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3G iPad Will Allow Data Upgrades for 250 MB Plan

Apple has quietly explained what the cost will be for iPad owners to upgrade or extend 3G data service with AT&T in the middle of a billing cycle when you’ve opted for the 250 MB plan. This explanation is hidden at the bottom of the iPad 3G page that Apple posted several weeks ago.

AT&T is offering two plans in the United States: $14.99 per month for 250 MB of combined upstream and downstream data transfer over 3G, and $29.99 per month for unlimited 3G data. Unlimited AT&T Wi-Fi hotspot service is included whenever you have a 3G plan active, too. (We don’t yet know about 3G data service pricing outside the United States.)

What wasn’t known before was the upgrade cost if you have a 250 MB plan and want to extend service during a month, likely because you expect to use up your allotted bits. The bottom of the 3G iPad page shows an iPad screen capture along with text that’s a bit opaque – so opaque I can’t find any other Mac site having explained what’s meant. I’ve also queried Apple for clarification, but so far haven’t received an answer.


The two options are to “Add 250 MB of data for $14.99” or “Change to unlimited data per month for $29.99” – the same price as for those two regular service plans. But the tiny text above the buttons reads, “When you select an option below, it will start when the current plan runs out of data or reaches the end date, whichever comes first.”

That says to me that Apple and AT&T are using the situation as an opportunity to encourage users to switch to the unlimited plan and make some additional money in the process. If you try to lead a trim data life and save $15 by opting for the 250 MB plan but use up your allotted bits, you’ll pay a full $29.99 to upgrade to unlimited during the month, or an extra $14.99 to buy just another 250 MB.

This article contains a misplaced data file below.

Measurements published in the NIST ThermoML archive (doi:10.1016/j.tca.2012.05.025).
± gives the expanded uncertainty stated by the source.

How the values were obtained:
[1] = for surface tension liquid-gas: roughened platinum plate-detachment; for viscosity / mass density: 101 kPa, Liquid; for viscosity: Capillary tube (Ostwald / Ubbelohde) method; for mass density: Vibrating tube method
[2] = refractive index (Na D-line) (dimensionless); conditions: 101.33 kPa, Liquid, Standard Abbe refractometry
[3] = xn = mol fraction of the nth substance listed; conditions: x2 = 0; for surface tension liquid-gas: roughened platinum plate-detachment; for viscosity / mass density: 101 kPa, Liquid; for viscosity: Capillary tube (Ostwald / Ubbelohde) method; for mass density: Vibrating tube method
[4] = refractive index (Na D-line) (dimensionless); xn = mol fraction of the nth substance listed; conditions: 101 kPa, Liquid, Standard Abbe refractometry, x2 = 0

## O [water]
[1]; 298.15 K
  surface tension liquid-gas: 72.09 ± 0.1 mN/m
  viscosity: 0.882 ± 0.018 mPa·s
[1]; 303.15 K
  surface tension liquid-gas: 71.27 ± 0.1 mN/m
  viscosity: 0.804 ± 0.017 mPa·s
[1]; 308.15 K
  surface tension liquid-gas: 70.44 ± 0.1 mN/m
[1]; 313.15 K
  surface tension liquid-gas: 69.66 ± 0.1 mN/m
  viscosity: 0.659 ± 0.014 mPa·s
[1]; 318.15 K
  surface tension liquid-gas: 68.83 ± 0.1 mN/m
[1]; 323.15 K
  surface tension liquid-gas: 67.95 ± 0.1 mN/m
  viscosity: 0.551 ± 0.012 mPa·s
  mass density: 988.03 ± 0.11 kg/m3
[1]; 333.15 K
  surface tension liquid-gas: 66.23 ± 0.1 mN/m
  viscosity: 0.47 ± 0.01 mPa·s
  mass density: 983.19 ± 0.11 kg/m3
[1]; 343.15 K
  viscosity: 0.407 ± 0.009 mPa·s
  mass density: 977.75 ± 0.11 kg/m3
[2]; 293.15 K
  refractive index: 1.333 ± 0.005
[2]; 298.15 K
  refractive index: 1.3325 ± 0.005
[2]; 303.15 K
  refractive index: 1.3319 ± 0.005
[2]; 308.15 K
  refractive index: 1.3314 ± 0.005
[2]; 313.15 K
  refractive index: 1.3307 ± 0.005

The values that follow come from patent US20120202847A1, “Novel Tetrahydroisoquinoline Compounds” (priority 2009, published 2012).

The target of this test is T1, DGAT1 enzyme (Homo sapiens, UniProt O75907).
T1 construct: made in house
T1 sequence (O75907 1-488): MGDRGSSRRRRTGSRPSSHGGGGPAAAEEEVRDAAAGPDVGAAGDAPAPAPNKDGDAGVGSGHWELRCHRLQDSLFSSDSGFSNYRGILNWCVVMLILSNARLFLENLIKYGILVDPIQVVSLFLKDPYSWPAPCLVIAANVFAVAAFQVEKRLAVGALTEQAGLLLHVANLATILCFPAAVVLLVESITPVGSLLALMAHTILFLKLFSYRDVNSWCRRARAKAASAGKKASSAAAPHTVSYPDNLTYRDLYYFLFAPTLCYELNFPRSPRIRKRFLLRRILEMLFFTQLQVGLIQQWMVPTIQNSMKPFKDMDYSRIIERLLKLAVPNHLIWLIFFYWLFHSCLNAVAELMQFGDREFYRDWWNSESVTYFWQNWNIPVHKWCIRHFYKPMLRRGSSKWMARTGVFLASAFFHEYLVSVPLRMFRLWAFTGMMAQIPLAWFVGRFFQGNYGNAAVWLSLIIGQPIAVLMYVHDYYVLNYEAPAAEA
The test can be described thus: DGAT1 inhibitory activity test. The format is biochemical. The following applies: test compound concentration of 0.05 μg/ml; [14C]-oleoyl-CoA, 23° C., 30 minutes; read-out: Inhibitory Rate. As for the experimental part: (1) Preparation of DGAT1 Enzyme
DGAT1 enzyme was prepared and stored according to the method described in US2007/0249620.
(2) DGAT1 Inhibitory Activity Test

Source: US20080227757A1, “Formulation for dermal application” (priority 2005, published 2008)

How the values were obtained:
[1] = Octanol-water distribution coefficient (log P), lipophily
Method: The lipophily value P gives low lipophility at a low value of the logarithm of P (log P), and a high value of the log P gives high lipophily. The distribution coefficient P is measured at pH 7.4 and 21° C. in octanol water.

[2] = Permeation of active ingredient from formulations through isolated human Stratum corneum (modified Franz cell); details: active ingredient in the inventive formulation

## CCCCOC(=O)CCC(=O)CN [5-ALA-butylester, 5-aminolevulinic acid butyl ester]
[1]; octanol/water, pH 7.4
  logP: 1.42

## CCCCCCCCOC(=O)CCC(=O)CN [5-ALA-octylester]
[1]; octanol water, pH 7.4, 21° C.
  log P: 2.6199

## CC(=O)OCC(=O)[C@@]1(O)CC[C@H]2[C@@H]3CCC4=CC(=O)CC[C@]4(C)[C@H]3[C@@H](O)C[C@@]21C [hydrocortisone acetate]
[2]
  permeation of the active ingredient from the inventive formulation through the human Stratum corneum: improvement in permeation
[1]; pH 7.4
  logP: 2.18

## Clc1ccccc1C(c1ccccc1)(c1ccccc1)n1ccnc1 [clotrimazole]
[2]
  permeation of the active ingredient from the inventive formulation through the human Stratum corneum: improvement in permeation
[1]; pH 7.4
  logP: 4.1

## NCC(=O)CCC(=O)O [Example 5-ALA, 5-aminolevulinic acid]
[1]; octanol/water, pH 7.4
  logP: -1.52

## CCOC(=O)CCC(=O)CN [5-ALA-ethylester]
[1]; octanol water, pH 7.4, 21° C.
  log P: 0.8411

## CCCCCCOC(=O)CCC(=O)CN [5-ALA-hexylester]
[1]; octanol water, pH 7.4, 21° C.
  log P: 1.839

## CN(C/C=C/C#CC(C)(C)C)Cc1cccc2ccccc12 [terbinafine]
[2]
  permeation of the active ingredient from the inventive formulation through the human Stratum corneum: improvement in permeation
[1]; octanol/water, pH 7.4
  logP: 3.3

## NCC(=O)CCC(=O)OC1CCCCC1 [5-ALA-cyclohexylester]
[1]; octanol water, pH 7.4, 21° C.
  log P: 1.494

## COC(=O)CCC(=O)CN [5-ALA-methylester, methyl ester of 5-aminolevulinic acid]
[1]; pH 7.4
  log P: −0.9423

TidBITS editor Mark Anbinder suggested an alternate interpretation: that the monthly billing period restarts after you choose a new plan and you run out of data. In this case, a “month” is a flexible block of time (presumably 30 days) instead of a calendar month. That would be kinder – and cheaper – than my interpretation.

Either way, upgrading is a clever idea. Whether it’s an update in the current billing cycle or the start of a new cycle, the charges aren’t overage fees, those odious and insanely high 3G rates ($50 to $200 per GB) that carriers charge for laptop- and router-anchored 3G plans when you exceed a plan’s data. The two upgrade options are limited fees between which you can choose quite easily.

The upgrade option is also a marketing tool for people who chose 250 MB initially but find themselves running out of data: if they switch to unlimited, then that’s the plan in effect the next month (whenever that month starts). They’ve already paid as much as $44.98 in a 30-to-59-day period for 250 MB plus the unlimited upgrade, which makes $29.99 in subsequent months seem cheaper. And, if they forget to cancel in the following month, that’s additional revenue for AT&T – but not so much to make users angry.

So far, the Apple and AT&T 3G pricing is striking a clever balance, and offering terms that no other carrier except Virgin Mobile – with its “buy data in chunks” plan – comes close to offering.

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